A Mixed-Method Evaluation of Local Community Health Education on Food Intake and Behavior Change

Principal Investigator:  Kim Tippens, ND, MSAOM, MPH
Student Investigator: Bob Graybill

Abstract

Introduction: Cooking nutritious meals is an important part of maintaining health.  With levels of obesity, diabetes, and other preventable diseases rising, public health programs that focus on nutrition and cooking education are becoming more common.  It is important to understand the motivations and barriers of participants in these programs to support behavior change.

Methods: This study offers a mixed methods analysis of participants’ experiences with the Food as Medicine Everyday (FAME) classes taught in northwest Oregon from 2013-2015.  Surveys including the FAME Assessment Survey (FAS), designed for this class and the Patient Activation Measure (PAM) were collected at the beginning and the end of the 12-week class.  Semi-structured interviews were conducted with a sub-group of participants and analyzed using thematic analysis by the research team.

Results: Thirty-Four individuals completed the surveys.  Participants reported a significant decrease in eating at restaurants and an increase in cooking at home as well as an increase in total whole grain consumption.  Non-significant trends showed an increase in total vegetable consumption and decrease in refined grain consumption. There was also a small but significant increase in patient activation level, studied by the Patient Activation Measure survey (PAM).  Eight individuals completed the semi-structured interviews which gave insight into each participant’s motivations for health and food behavior changes and the barriers impeding these changes.  Primary motivators for food behavior change and taking the FAME class were health concerns and a desire to change food choices.  Chief barriers to behavior change included time management, organization, a lack of knowledge and self-reporting oneself as a poor cook.  These barriers can be mitigated and changes facilitated by the structure of the class and the importance of family, friends and peer participation.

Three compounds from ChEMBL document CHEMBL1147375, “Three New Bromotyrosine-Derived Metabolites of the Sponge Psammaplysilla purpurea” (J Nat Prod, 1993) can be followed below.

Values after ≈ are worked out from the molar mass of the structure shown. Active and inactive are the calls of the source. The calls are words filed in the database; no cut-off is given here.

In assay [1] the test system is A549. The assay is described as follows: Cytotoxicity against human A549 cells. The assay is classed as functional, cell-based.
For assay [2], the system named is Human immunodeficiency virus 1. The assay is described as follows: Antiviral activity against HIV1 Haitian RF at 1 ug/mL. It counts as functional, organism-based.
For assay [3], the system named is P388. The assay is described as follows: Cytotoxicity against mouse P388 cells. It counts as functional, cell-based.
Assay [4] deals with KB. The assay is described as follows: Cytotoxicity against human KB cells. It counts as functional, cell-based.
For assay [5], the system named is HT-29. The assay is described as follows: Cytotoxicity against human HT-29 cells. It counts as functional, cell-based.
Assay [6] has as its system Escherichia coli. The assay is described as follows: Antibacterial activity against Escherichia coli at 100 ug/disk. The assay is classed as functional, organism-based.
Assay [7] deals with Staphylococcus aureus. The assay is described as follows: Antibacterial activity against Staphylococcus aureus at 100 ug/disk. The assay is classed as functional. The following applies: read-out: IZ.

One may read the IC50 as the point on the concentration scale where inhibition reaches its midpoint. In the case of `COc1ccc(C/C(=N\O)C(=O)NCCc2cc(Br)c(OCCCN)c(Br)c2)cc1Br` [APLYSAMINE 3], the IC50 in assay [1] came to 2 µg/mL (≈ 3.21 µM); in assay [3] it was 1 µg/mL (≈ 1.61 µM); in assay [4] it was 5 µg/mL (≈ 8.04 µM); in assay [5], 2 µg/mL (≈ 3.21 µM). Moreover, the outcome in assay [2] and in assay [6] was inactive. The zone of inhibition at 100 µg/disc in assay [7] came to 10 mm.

Conclusions: According to the limited survey responses and the interviews, participants in the FAME classes successfully implement some targeted food behavior changes including cooking more at home, reducing meals out at restaurants and changing food choices  Further research is needed to determine exactly which food behaviors change.  Our findings underscore the importance of nutrition education and cooking programs that encourage partnering and family involvement and focus on not only food preparation but food selection and shopping.